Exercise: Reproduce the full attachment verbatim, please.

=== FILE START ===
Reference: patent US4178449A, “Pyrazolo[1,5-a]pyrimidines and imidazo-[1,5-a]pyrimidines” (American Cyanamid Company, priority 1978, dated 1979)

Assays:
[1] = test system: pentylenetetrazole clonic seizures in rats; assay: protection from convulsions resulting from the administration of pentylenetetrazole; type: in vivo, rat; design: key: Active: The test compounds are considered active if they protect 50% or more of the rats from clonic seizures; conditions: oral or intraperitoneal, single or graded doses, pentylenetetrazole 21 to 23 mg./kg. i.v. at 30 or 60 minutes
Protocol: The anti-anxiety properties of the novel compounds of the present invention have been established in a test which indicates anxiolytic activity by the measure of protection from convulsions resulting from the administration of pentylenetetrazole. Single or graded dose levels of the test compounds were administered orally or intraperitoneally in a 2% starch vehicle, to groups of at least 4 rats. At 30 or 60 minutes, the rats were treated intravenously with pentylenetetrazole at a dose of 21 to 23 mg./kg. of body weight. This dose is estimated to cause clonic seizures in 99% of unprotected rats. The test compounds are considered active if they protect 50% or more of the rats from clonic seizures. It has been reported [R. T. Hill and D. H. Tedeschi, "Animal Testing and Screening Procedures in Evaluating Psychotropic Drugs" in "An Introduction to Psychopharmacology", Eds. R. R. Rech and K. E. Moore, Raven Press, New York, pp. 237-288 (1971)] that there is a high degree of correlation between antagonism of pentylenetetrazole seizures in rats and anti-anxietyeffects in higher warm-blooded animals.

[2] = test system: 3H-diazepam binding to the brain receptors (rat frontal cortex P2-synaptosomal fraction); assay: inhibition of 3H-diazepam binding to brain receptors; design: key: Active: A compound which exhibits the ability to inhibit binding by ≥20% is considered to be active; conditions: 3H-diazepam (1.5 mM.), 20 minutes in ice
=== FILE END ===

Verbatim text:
Reference: patent US4178449A, “Pyrazolo[1,5-a]pyrimidines and imidazo-[1,5-a]pyrimidines” (American Cyanamid Company, priority 1978, dated 1979)

Assays:
[1] = test system: pentylenetetrazole clonic seizures in rats; assay: protection from convulsions resulting from the administration of pentylenetetrazole; type: in vivo, rat; design: key: Active: The test compounds are considered active if they protect 50% or more of the rats from clonic seizures; conditions: oral or intraperitoneal, single or graded doses, pentylenetetrazole 21 to 23 mg./kg. i.v. at 30 or 60 minutes
Protocol: The anti-anxiety properties of the novel compounds of the present invention have been established in a test which indicates anxiolytic activity by the measure of protection from convulsions resulting from the administration of pentylenetetrazole. Single or graded dose levels of the test compounds were administered orally or intraperitoneally in a 2% starch vehicle, to groups of at least 4 rats. At 30 or 60 minutes, the rats were treated intravenously with pentylenetetrazole at a dose of 21 to 23 mg./kg. of body weight. This dose is estimated to cause clonic seizures in 99% of unprotected rats. The test compounds are considered active if they protect 50% or more of the rats from clonic seizures. It has been reported [R. T. Hill and D. H. Tedeschi, "Animal Testing and Screening Procedures in Evaluating Psychotropic Drugs" in "An Introduction to Psychopharmacology", Eds. R. R. Rech and K. E. Moore, Raven Press, New York, pp. 237-288 (1971)] that there is a high degree of correlation between antagonism of pentylenetetrazole seizures in rats and anti-anxietyeffects in higher warm-blooded animals.

[2] = test system: 3H-diazepam binding to the brain receptors (rat frontal cortex P2-synaptosomal fraction); assay: inhibition of 3H-diazepam binding to brain receptors; design: key: Active: A compound which exhibits the ability to inhibit binding by ≥20% is considered to be active; conditions: 3H-diazepam (1.5 mM.), 20 minutes in ice